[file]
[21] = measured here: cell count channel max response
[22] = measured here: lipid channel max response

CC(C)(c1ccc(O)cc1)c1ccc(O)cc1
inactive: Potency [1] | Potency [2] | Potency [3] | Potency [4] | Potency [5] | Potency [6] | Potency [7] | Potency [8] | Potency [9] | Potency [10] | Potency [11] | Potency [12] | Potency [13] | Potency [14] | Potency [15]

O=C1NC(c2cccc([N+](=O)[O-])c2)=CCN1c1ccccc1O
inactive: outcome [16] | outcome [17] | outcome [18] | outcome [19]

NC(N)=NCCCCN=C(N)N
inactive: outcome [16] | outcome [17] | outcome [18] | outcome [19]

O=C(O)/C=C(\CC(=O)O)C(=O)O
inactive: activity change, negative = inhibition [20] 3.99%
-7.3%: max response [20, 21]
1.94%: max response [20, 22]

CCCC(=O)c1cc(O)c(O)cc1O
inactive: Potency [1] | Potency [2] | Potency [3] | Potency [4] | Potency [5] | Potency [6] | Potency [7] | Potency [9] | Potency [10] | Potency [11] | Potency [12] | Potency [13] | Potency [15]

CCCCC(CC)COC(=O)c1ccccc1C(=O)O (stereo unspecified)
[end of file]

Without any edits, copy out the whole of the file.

[21] = measured here: cell count channel max response
[22] = measured here: lipid channel max response

CC(C)(c1ccc(O)cc1)c1ccc(O)cc1
inactive: Potency [1] | Potency [2] | Potency [3] | Potency [4] | Potency [5] | Potency [6] | Potency [7] | Potency [8] | Potency [9] | Potency [10] | Potency [11] | Potency [12] | Potency [13] | Potency [14] | Potency [15]

O=C1NC(c2cccc([N+](=O)[O-])c2)=CCN1c1ccccc1O
inactive: outcome [16] | outcome [17] | outcome [18] | outcome [19]

NC(N)=NCCCCN=C(N)N
inactive: outcome [16] | outcome [17] | outcome [18] | outcome [19]

O=C(O)/C=C(\CC(=O)O)C(=O)O
inactive: activity change, negative = inhibition [20] 3.99%
-7.3%: max response [20, 21]
1.94%: max response [20, 22]

CCCC(=O)c1cc(O)c(O)cc1O
inactive: Potency [1] | Potency [2] | Potency [3] | Potency [4] | Potency [5] | Potency [6] | Potency [7] | Potency [9] | Potency [10] | Potency [11] | Potency [12] | Potency [13] | Potency [15]

CCCCC(CC)COC(=O)c1ccccc1C(=O)O (stereo unspecified)